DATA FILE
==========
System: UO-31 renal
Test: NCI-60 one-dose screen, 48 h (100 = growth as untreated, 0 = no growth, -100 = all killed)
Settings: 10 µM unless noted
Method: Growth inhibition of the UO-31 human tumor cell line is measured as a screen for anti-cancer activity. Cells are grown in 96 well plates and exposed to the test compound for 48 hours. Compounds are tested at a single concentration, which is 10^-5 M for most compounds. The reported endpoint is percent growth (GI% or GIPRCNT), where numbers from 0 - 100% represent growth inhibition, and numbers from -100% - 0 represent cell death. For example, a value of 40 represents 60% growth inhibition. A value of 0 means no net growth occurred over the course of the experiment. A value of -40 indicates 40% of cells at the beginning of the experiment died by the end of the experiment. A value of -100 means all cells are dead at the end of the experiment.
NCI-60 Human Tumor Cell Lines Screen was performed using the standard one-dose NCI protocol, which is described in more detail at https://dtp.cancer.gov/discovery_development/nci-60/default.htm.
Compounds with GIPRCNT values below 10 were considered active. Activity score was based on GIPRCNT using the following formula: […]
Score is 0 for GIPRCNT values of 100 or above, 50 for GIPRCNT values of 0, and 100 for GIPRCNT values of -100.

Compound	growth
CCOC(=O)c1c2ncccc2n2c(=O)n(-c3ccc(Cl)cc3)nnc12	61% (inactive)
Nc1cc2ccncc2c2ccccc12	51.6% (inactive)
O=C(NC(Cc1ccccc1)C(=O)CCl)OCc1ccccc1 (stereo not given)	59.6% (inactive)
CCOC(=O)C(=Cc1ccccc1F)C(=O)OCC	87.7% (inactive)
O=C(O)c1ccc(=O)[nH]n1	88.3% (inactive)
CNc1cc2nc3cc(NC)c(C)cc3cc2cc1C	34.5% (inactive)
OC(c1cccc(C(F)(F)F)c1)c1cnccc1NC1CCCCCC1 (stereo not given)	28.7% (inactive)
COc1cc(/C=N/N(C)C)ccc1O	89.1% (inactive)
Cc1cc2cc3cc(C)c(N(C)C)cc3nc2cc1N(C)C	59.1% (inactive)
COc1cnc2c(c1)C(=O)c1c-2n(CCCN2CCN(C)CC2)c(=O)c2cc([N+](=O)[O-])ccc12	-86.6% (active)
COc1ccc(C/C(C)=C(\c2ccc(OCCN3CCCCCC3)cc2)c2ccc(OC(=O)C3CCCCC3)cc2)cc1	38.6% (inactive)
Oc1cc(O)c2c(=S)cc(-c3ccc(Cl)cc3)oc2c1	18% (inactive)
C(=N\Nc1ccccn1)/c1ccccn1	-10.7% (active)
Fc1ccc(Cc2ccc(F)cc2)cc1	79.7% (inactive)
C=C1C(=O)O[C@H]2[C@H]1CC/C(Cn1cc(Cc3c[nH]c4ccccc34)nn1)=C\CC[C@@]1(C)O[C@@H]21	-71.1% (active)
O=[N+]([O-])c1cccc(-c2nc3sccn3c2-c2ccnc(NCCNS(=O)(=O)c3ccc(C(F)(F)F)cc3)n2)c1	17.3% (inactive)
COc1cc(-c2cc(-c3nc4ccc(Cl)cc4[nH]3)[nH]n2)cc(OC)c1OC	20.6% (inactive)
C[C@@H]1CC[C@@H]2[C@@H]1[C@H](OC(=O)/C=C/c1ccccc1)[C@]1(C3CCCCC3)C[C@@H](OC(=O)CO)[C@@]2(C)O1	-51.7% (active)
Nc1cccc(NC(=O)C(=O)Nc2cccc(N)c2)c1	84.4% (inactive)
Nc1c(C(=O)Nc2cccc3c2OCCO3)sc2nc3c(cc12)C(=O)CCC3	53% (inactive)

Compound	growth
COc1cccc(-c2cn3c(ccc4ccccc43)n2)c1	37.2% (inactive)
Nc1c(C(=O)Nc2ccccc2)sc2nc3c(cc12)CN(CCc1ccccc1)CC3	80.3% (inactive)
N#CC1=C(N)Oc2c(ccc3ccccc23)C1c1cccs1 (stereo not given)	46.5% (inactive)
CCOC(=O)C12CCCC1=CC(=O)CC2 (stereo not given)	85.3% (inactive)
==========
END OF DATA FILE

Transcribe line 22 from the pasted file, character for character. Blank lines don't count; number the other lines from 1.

Fc1ccc(Cc2ccc(F)cc2)cc1	79.7% (inactive)